There is a line in the AWOLNATION song “Kill Your Heroes” that says, “Never let your fear decide your fate”. I whole-heartedly agree. I believe fear is one of the most self-limiting emotions that we deal with in life.
My Horse Story
I took up horseback riding in my mid-twenties. I worked hard at it and eventually became good enough to compete at a local level in equitation and jumping. I used to ride three times a week. There came a point when circumstances changed and I had to give it up. But I always said I would go back to it.
Valentine’s Day, 2012 found me on the Kijiji website, checking to see if anyone was missing the cat my friend had found. I came across a photo of a beautiful young horse whose owner was looking to share board (an arrangement where you contribute to the horse’s stable fees in exchange for riding privileges).
It had been 10 years since I had ridden, but, spur-of-the-moment, I decided this was it. I needed to stop taking about wanting to ride again and just “get back in the saddle”. I took a chance and sent an e-mail expressing my interest.
The real test of my resolve was when the horse’s owner asked me to meet her and try the horse.
I distinctly remember the drive up to the stable that dark, cold, February night – my stomach in knots, weak at the knees, my thoughts in turmoil, wondering if I would be able to remember how to ride and demonstrate that I was competent to control the horse. I worried that I might not even be able to just stay on the horse.
I was anxious, suffering from powerful doubt (it takes a lot of muscle and many muscles to ride and mine had certainly atrophied to a Jell-O-like state), despair (because I realized how much I really wanted this) and I was terribly afraid. I feared failure, I feared humiliation and I feared disappointment. I feared injury too, but, strangely enough, that was way down on the list.
The horse’s owner, her Mom, and teacher were all waiting for me. The horse’s owner briefly rode him first, to warm him up. We were in an arena where a riding lesson was taking place, so there were other riders and several other observers in the space. And, of course, everyone knew I was there to be assessed.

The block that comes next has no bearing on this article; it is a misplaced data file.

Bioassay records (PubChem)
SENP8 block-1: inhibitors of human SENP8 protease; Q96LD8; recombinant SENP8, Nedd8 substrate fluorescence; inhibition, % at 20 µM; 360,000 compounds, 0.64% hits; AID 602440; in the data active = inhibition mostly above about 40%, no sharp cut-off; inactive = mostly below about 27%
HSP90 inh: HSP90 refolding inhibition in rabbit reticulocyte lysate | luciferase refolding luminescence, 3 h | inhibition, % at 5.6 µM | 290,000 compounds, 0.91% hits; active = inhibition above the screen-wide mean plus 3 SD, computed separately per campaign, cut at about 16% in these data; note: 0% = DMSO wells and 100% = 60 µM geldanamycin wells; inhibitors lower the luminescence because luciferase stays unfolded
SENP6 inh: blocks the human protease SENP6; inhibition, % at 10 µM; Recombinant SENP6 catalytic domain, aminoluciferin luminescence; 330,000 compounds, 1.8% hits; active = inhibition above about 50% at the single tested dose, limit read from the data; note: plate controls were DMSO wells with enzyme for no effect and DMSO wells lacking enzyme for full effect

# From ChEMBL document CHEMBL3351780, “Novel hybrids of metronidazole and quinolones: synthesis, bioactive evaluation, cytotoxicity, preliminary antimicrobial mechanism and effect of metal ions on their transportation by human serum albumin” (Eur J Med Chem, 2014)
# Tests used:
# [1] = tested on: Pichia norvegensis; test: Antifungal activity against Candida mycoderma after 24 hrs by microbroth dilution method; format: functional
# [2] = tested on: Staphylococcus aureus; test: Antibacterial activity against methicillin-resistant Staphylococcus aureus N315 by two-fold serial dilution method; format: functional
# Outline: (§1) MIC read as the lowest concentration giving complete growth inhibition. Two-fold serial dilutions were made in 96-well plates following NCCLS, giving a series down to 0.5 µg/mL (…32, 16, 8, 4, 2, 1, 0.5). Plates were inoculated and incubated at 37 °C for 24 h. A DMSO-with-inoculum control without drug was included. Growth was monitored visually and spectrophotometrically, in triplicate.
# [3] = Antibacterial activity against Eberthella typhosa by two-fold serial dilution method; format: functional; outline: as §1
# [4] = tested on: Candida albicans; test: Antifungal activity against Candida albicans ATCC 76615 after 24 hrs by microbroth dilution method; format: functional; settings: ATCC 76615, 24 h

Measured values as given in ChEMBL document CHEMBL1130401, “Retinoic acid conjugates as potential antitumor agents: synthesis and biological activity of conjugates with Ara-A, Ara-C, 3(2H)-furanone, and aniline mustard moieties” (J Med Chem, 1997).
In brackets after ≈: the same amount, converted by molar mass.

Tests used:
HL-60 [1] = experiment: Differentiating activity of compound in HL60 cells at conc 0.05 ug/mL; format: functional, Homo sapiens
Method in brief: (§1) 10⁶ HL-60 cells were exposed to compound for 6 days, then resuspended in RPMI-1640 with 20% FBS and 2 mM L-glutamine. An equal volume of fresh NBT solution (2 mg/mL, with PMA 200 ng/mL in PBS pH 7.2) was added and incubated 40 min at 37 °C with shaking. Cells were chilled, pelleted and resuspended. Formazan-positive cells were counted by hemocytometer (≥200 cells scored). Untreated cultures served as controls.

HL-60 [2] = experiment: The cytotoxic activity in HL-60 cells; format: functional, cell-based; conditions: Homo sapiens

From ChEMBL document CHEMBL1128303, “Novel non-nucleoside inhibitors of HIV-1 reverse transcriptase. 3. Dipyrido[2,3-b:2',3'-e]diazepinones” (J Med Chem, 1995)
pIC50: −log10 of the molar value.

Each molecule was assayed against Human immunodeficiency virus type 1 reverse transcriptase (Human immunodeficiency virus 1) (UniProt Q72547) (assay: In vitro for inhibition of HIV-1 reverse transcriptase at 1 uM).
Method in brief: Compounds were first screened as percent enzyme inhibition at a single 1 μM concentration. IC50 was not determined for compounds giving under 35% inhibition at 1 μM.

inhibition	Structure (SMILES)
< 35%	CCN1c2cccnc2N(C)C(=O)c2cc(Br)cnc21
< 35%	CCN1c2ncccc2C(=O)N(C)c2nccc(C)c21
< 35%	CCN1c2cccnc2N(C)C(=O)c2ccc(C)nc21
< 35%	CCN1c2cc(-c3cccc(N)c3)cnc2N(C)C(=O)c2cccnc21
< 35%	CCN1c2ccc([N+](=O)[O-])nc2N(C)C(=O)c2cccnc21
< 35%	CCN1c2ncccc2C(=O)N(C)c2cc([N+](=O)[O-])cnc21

I have to admit to pretty much feeling sick to my stomach and I had a strong urge to flee. But I imagined the worst-case scenario, in which I fell off the horse and figured; I’d just leave with my bruised ego (and whatever else) and never have to see these people again.
I managed to get on the horse. I pushed aside my emotions and focused on the rider’s mantra: Heels down, back straight, head up, eyes ahead, hands still, sit deep, shoulders back, BREATHE! After a few minutes, I was calm(er), and managed to guide the horse around at walk and a trot. But I despaired at how out of shape I was.
However, somehow, something convinced my watchers that I was a capable equestrienne, and, last month I celebrated the one-year anniversary of my return to riding.
My ex-boyfriend once told me he wished he could be fearless like I was. At the time, I laughed, incredulously. “I’m not fearless,” I said, “I’m afraid all the time. I just don’t let it stop me.”
What Is Fear?
Fear is the doubt we have about ourselves, a concern that our capabilities, our personality, our knowledge, or our appearance are wanting. It is the little internal voice that says, “I’m not good enough” “I don’t know enough” “I don’t belong” or the very self-limiting, “I can’t”. It is the insidious anxiety about who we are, what we can do, or what people might think of us.
I’m not talking about bravery. Being brave is not the same thing as facing fear. Bravery is related to how you react when you are confronted with, or you place yourself in, physical danger. There is fear, but it is external.
Sometimes fear slows us down, makes us hesitate, stops us. It can cause us to miss out on opportunity. Sometimes, it prevents us from achieving our full potential.
How to Face Fear
Is there a way to face fear? Most of us do it every day. Everyone experiences self-doubt. The fear may be mild: traveling to an unknown location; making a presentation; meeting new people; asking a difficult question; but we face our fear and function in spite of it.
The first step is to imagine the worst thing that could happen in the situation. What would that be? And so what? How bad could it be? How would you deal with it? What could you do to try and mitigate the situation to ensure a different outcome?
In my case, if I not been able to control the horse, I probably would have offered to take some riding lessons. Maybe it would have meant the horse was too much for me and I needed to find a different horse.
Think back to other times when you were afraid. What happened? Was it as bad as you thought? What did you learn? Were your fears unfounded? Were they, perhaps, out of proportion to the circumstances? Did you fail? Why? What could you have done differently? What will you do the next time, in similar circumstances?
Control what you can. Rehearse, practice, lobby, seek counsel, do research, ask advice, do a run-through. Visualize the situation and its possibilities. Learn what you can about the situation. If you feel somewhat familiar with the circumstances, it can help decrease the fear.
Failure is the opportunity to learn and grow. If we never take chances – and that means squashing down the fear – we will never do or dare. And never have the chance to succeed or, at the very least, have the opportunity to make mistakes and learn from them.
What doesn’t kill you makes you stronger… The more often you push through your fear and try, the more often you will succeed and the stronger your confidence will be to face, and conquer, the next.